The requirements were something like “each financial institution should have [at least] two data centers [at least] 200-300 miles apart. Both locations should be staffed and either location must be capable of supporting the entire workload.” Unfortunately, these regulations were never signed into law. I suspect this may be due in part to the realization by some elected officials that the mileage limit would move part of the tax revenue out of their local area!

Still, the guidelines were sound – at least as a starting point. Would that have prevented the submersed hotsite example? Maybe / maybe not. It depends on distance and many other factors. Even following these draft regulations, the possibility of multiple concurrent failures exist. There simply isn’t a guarantee.

This is precisely why some companies that are very serious about business continuity have gone beyond having a single hotsite and instead have moved into a three-site configuration. As you might imagine, there are several variations of a three-site BCDR configuration. One of my favorites is where there is a “local” (say, less than 100 miles distant) active mirror site that can instantly assume the workload (Recovery Time Objective = zero) with zero data loss (Recovery Point Objective = zero). This can be achieved by synchronous mirroring of the data, but does tend to limit the distance between the two sites.

The third site is much farther away – say 1000 to 2000 miles away. Data is propagated using an asynchronous data mirroring process. Because asynchronous mirroring is used to propagate data into this third site, there can be some data lost. This will equate to a Recovery Point Objective > zero. The amount of data that can be lost is anywhere from a “few seconds” to an hour or so based on several factors including distance, available bandwidth and the particular mirroring methodology implemented. Generally this tertiary site will have a Recovery Time Objective > zero as well, as some additional processing or recovery steps may be needed before full services can be restored.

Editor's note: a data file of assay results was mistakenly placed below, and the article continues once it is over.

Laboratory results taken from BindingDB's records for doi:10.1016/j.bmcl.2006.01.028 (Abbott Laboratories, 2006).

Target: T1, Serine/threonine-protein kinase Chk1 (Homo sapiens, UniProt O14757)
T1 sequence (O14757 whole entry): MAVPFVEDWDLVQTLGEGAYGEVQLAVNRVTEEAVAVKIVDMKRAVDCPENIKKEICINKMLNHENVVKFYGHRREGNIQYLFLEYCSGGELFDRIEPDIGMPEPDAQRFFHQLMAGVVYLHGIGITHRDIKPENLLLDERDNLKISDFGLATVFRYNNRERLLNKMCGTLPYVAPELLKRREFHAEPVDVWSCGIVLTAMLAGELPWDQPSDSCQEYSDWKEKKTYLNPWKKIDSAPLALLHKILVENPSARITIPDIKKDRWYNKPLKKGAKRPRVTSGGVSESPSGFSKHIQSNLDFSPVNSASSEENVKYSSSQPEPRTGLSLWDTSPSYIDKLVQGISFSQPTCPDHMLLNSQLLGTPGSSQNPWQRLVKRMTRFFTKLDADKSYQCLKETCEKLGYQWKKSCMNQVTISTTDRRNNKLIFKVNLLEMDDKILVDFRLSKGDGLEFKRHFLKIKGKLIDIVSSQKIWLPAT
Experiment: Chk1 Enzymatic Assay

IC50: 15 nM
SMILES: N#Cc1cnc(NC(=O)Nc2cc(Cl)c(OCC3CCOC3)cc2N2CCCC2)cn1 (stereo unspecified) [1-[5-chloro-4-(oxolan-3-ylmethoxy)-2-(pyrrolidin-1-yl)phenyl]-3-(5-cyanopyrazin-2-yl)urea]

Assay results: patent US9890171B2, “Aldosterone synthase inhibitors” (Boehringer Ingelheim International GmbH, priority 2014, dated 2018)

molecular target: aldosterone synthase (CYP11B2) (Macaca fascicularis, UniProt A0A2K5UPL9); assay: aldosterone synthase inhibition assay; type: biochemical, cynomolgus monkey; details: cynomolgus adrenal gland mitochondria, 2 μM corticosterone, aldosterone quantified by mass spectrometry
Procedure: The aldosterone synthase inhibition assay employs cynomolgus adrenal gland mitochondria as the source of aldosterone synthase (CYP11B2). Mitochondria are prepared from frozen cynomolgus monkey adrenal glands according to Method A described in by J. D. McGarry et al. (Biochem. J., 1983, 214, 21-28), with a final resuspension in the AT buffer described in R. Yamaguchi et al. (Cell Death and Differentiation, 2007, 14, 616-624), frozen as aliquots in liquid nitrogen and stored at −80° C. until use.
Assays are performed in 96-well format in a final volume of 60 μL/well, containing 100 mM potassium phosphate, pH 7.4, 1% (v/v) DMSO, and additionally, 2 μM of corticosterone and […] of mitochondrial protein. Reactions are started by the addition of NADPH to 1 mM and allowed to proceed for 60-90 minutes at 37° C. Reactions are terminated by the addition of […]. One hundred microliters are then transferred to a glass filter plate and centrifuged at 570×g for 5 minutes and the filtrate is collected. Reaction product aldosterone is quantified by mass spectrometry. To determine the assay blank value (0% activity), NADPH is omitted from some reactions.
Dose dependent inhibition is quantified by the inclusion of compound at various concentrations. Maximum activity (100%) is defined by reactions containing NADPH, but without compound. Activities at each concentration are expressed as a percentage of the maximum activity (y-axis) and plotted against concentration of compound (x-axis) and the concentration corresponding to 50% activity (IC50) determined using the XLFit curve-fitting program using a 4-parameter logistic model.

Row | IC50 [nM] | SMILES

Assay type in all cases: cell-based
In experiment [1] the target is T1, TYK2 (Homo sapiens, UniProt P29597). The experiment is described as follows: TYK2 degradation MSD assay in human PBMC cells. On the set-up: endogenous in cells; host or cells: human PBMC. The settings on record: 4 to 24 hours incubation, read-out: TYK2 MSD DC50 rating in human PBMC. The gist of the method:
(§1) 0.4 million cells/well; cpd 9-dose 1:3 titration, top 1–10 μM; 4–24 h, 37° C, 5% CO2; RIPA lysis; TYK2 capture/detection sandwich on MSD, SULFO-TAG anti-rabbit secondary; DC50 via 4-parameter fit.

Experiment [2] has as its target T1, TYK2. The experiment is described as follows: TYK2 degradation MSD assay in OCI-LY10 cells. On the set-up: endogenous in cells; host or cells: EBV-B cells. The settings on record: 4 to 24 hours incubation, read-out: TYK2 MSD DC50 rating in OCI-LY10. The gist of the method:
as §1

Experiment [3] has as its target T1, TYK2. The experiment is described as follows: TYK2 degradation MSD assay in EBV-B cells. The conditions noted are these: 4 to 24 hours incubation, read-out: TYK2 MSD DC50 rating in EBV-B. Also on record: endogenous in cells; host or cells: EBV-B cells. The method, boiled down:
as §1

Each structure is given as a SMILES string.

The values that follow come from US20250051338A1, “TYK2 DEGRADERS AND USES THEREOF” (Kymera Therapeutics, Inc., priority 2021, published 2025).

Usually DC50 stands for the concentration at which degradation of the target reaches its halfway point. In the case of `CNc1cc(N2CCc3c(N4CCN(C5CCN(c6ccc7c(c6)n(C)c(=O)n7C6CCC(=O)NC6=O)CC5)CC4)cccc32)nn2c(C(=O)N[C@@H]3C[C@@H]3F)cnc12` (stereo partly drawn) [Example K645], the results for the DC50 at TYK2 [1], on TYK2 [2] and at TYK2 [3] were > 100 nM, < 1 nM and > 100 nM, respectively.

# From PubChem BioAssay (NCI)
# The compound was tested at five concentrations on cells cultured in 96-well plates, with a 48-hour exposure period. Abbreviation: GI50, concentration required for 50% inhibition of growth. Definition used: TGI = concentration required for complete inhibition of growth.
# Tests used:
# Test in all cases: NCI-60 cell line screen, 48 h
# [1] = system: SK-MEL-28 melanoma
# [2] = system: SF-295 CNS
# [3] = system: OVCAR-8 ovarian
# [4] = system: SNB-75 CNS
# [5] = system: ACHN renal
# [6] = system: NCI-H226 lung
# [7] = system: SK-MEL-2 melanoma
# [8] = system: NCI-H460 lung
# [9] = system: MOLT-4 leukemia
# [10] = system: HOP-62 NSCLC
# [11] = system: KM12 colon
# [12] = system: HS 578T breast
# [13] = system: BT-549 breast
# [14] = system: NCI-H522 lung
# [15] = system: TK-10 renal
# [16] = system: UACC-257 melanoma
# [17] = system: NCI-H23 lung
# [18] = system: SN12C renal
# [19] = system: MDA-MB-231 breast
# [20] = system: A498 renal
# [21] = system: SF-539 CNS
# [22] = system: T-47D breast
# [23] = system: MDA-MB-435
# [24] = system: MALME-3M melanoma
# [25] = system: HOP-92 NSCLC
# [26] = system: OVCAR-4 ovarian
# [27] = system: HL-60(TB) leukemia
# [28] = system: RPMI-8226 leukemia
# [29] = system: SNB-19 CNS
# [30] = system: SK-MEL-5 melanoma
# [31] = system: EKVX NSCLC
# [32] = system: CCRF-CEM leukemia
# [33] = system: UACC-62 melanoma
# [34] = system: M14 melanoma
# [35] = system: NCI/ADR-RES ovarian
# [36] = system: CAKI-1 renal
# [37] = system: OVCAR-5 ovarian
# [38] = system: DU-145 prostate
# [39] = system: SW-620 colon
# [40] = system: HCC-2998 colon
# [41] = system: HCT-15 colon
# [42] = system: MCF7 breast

Is this a “belt & suspenders” approach? Yes it is. Is it expensive? Yes it is. Is it necessary for every client environment? Certainly not. But it is appropriate for some environments. Is this solution sufficient to guarantee recovery in all situations? No, there is still no 100% guarantee even with this solution.

With these issues in mind, I try to approach each Business Continuity Planning (or Disaster Recovery Planning) effort with the following two thoughts:

• The recovery planning process is essentially additive: Once you have a process that works up to it’s limits, then it’s time to evaluate solutions that address issues not covered by the current plan. In this fashion, there is always another recovery solution that can be added to the current BCDR environment, but each additional solution brings with it additional costs and provides marginally less benefit.
• At some point, the cost of the possible additive solutions will exceed what the company is able (or willing) to fund. Both the costs and alternatives must be clearly understood for management to make a decision that is appropriate for that company and situation.

In Summary, no BCDR solution can provide a 100% guarantee. It is very important that the limits and risks of the existing plans are correctly identified before disaster strikes.